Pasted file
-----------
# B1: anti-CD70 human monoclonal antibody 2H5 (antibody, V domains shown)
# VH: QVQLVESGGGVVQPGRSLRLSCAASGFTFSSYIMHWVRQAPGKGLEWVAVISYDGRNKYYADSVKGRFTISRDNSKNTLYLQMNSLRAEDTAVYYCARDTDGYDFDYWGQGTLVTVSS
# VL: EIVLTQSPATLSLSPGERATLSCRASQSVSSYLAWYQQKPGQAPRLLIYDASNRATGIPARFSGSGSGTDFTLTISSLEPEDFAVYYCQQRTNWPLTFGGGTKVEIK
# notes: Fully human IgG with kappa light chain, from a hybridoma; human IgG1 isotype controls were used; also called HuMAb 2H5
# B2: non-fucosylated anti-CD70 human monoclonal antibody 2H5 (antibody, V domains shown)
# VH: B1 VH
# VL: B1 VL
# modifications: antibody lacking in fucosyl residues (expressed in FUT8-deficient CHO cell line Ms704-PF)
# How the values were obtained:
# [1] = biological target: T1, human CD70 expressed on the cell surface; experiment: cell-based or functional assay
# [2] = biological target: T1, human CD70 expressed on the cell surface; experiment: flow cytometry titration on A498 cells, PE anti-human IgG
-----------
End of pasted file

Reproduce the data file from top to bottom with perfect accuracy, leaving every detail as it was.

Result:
# B1: anti-CD70 human monoclonal antibody 2H5 (antibody, V domains shown)
# VH: QVQLVESGGGVVQPGRSLRLSCAASGFTFSSYIMHWVRQAPGKGLEWVAVISYDGRNKYYADSVKGRFTISRDNSKNTLYLQMNSLRAEDTAVYYCARDTDGYDFDYWGQGTLVTVSS
# VL: EIVLTQSPATLSLSPGERATLSCRASQSVSSYLAWYQQKPGQAPRLLIYDASNRATGIPARFSGSGSGTDFTLTISSLEPEDFAVYYCQQRTNWPLTFGGGTKVEIK
# notes: Fully human IgG with kappa light chain, from a hybridoma; human IgG1 isotype controls were used; also called HuMAb 2H5
# B2: non-fucosylated anti-CD70 human monoclonal antibody 2H5 (antibody, V domains shown)
# VH: B1 VH
# VL: B1 VL
# modifications: antibody lacking in fucosyl residues (expressed in FUT8-deficient CHO cell line Ms704-PF)
# How the values were obtained:
# [1] = biological target: T1, human CD70 expressed on the cell surface; experiment: cell-based or functional assay
# [2] = biological target: T1, human CD70 expressed on the cell surface; experiment: flow cytometry titration on A498 cells, PE anti-human IgG